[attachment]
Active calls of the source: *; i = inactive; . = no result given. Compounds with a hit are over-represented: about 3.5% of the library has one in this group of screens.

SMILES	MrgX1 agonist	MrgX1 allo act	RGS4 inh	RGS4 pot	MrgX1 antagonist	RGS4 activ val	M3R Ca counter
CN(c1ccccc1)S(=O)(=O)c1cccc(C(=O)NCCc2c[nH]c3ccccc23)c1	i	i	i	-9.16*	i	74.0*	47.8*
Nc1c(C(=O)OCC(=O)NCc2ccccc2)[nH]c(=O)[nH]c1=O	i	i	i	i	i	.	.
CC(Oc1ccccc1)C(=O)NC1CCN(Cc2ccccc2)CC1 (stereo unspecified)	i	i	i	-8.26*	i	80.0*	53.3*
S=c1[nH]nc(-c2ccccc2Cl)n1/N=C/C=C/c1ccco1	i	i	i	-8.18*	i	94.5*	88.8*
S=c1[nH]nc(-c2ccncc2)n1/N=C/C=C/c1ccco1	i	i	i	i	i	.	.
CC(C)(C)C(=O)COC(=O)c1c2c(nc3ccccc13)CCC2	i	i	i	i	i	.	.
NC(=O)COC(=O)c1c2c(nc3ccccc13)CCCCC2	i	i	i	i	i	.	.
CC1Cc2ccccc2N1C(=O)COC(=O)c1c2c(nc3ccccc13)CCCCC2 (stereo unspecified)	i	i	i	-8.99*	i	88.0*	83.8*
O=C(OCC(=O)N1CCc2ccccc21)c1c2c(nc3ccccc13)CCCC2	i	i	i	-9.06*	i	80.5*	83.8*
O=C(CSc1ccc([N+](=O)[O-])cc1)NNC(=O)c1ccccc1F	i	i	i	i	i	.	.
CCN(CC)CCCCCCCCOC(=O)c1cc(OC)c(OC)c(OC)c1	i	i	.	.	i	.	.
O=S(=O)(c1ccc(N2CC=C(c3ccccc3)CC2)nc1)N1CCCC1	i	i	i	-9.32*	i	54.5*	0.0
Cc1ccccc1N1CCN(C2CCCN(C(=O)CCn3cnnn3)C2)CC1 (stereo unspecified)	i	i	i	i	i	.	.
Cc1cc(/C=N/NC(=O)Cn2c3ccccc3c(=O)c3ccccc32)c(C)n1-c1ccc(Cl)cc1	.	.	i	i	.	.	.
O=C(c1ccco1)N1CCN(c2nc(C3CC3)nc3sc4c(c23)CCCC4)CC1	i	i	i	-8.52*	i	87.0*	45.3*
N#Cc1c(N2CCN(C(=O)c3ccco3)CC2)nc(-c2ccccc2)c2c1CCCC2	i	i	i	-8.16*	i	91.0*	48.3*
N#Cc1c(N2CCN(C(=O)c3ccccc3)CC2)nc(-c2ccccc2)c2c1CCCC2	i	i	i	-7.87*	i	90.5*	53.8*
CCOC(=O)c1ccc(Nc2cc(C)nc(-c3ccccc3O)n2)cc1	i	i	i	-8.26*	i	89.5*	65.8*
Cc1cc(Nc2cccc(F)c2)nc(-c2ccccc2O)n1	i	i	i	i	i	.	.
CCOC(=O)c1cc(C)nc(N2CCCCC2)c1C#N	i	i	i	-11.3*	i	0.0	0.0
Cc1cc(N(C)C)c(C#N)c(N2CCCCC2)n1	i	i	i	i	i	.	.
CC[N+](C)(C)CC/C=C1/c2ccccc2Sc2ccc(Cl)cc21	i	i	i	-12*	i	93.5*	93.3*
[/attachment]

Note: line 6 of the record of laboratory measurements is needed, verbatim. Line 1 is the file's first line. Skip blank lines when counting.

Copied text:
S=c1[nH]nc(-c2ccccc2Cl)n1/N=C/C=C/c1ccco1	i	i	i	-8.18*	i	94.5*	88.8*